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'Surgical patients must get COVID-19 vaccine priority to save lives' - study

Contributor:
Fuseworks Media
Fuseworks Media

Patients waiting for elective surgery should get COVID-19 vaccines ahead of the general population - potentially helping to avoid post-operative deaths linked to the virus, according to a new study.

Scientists calculate that vaccination of surgical patients is more likely to prevent COVID-19 related deaths than vaccines given to the population at large - particularly among the over-70s and those undergoing surgery for cancer.

They estimate that global prioritisation of pre-operative vaccination for elective patients could prevent an additional 58,687 COVID-19-related deaths in one year.

This could be particularly important for low- and middle-income countries (LMICs) where mitigation measures such as nasal swab screening and COVID-free surgical pathways, which can reduce the risk of complications related to the virus, are unlikely to be universally implemented.

The COVIDSurg Collaborative international team of researchers, coordinated from the Global Health Research Unit on Surgery at the University of Birmingham in England, has published its findings today in the British Journal of Surgery, after studying data for 141,582 patients from across 1,667 hospitals in 116 countries including Aotearoa New Zealand, Australia, Brazil, China, India, UAE, UK and USA - creating the world’s largest ever international study on surgery.

Project lead, Dr Deborah Wright, from the University of Otago, commented: "Preoperative vaccination could support safe elective surgery in New Zealand, by significantly reducing the risk of COVID-19 complications in patients if a significant outbreak occurred while they are being prepared for surgery.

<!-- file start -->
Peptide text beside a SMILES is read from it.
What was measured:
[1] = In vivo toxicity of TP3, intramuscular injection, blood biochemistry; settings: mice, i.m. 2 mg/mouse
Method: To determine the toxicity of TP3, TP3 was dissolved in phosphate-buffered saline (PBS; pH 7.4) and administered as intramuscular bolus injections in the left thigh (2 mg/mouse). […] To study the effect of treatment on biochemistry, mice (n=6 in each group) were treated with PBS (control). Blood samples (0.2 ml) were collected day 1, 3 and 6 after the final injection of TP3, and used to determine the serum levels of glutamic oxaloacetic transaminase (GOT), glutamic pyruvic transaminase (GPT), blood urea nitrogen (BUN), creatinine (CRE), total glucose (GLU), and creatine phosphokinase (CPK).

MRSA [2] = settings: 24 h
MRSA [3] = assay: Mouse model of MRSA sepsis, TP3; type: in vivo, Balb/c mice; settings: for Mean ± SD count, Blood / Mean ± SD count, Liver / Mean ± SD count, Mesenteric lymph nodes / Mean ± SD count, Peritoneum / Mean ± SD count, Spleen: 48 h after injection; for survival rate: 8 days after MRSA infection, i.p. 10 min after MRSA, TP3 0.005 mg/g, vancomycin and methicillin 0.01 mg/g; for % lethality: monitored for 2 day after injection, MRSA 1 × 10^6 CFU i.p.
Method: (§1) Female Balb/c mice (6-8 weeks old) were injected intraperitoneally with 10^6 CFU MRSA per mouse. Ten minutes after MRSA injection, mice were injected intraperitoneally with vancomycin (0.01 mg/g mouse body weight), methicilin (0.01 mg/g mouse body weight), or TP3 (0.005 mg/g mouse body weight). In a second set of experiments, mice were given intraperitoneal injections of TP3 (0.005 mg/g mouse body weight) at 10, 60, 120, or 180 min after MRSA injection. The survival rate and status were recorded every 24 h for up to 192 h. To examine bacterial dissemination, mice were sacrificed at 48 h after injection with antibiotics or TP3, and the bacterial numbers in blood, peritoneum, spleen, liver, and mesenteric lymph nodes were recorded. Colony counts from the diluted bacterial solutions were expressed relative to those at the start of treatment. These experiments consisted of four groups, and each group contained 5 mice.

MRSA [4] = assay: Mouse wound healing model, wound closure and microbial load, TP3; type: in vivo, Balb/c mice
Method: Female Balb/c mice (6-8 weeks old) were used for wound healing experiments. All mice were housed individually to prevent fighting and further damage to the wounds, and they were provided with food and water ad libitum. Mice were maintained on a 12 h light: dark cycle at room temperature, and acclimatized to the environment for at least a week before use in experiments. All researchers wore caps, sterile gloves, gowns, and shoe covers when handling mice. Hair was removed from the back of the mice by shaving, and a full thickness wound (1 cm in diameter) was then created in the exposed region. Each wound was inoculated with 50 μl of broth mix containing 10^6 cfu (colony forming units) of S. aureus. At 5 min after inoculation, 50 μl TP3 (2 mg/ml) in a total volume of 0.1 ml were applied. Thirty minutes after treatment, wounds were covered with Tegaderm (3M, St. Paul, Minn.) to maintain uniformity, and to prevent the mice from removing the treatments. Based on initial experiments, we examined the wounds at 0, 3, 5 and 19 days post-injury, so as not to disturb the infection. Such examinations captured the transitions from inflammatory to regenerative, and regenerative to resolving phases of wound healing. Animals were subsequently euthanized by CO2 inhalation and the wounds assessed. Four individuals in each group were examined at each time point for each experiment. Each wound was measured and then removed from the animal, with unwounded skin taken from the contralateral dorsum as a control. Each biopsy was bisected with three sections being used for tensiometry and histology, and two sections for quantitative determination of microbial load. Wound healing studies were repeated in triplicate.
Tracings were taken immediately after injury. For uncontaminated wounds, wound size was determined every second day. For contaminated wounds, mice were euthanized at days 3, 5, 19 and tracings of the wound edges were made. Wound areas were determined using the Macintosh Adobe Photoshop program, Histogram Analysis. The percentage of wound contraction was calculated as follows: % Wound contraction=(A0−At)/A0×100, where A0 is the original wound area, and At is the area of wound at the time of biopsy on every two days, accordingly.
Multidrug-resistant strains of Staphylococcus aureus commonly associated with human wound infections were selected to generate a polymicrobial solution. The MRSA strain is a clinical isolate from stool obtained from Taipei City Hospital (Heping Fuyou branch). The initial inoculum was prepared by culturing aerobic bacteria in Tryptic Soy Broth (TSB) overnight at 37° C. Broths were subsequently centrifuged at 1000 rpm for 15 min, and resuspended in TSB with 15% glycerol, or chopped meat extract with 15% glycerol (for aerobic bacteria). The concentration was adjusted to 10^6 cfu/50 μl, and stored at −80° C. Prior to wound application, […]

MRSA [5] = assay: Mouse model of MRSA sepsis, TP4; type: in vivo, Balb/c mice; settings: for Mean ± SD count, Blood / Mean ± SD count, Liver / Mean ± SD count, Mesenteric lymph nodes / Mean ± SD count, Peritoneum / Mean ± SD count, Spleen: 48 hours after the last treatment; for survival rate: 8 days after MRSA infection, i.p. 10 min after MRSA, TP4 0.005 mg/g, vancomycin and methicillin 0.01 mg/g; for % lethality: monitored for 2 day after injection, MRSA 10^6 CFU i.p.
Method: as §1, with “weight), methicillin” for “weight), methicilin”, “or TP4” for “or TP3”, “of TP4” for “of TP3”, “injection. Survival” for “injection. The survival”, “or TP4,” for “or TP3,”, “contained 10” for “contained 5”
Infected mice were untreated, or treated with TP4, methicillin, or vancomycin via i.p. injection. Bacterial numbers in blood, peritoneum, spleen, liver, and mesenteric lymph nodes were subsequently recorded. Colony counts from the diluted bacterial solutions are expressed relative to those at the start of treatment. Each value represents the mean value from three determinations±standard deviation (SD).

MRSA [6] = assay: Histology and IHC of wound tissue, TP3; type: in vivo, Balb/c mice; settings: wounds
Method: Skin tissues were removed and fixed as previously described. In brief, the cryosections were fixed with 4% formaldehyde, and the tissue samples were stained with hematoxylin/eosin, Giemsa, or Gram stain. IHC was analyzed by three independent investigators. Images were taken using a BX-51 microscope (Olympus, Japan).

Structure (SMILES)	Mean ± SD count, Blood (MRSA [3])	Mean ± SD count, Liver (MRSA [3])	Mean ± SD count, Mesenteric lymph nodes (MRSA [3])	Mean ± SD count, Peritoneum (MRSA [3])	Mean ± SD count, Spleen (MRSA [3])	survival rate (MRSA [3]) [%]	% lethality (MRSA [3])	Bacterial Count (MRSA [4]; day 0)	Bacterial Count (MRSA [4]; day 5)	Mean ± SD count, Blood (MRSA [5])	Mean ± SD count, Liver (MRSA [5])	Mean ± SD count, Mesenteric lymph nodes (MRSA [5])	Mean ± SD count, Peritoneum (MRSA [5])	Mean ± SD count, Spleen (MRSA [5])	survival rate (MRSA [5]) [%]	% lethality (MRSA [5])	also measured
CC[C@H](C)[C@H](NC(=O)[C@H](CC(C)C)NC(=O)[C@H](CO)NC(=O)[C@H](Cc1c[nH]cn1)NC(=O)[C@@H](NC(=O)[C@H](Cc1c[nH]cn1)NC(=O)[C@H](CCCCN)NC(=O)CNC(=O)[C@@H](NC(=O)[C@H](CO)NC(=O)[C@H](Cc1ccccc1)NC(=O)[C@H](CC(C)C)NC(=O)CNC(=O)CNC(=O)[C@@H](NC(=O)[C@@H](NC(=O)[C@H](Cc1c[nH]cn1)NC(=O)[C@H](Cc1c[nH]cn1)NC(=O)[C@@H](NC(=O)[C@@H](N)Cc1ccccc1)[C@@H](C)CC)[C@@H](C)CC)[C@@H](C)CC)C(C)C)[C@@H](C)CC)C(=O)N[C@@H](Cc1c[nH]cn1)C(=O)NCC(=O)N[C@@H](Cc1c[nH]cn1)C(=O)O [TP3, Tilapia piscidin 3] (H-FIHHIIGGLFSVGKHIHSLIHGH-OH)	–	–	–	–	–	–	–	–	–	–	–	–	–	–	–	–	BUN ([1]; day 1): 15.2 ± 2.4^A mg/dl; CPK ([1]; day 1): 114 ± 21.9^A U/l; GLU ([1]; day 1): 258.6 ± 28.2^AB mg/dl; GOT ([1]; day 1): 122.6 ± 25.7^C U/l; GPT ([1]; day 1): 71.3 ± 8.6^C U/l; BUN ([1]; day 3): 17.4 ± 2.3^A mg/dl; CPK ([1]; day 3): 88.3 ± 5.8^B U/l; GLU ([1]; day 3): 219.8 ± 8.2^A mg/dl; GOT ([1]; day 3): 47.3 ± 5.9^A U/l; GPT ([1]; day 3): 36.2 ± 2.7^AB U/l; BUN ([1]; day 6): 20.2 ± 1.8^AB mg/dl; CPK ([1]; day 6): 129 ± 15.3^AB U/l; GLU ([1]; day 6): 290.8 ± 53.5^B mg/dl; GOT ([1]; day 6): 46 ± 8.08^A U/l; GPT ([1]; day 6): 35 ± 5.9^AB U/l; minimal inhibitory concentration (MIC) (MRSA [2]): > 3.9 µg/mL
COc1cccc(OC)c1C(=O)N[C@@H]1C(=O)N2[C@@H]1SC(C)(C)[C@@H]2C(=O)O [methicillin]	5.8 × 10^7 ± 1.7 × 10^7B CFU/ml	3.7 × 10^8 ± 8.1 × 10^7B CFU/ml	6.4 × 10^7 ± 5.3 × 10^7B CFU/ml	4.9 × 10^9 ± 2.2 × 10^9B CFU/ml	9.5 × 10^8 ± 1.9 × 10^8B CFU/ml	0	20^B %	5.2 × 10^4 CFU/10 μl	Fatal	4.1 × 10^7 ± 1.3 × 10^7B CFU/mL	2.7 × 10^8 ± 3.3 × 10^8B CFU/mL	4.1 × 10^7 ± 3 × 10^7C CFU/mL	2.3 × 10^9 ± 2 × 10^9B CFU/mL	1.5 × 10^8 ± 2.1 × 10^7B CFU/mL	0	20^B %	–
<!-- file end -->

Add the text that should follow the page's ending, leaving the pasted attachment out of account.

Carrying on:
"Many countries, particularly low- and middle-income countries, will not have widespread access to COVID vaccines for several years. While vaccine supplies are limited, governments are prioritising vaccination for groups at highest risk of COVID-19 mortality. Our work can help to inform these decisions."

Co-lead author Chris Varghese, from the University of Auckland, commented: "Continuing elective surgery is a global priority. Over 15,000 surgeons and anaesthetists from across 116 countries came together to contribute to this study, making it the largest ever scientific collaboration. It’s crucial that policy makers use the data we have collected to support safe continuation of elective surgery and consider whether COVID vaccination should be prioritised for elective surgery patients ahead of the lower risk groups in the general population."

During the first wave of the pandemic, up to 70 per cent of elective surgeries were postponed, resulting in an estimated 28 million procedures being delayed or cancelled. Whilst surgery volumes have started to recover in many countries, ongoing disruption is likely to continue throughout 2021, particularly in the event of countries experiencing further waves of COVID-19.

Prioritisation of COVID-19 vaccination for surgical patients could help to protect elective surgery. Vaccination is also likely to decrease post-operative pulmonary complications - reducing intensive care use and overall healthcare costs.

Researchers studied the data and calculated the number needed to vaccinate (NNV) to prevent one COVID-19-related death in one year - based on post-operative COVID-19 rates and mortality in both the international surgical patient cohort and general population. NNVs were consistently lower for surgical patients than for the general population.

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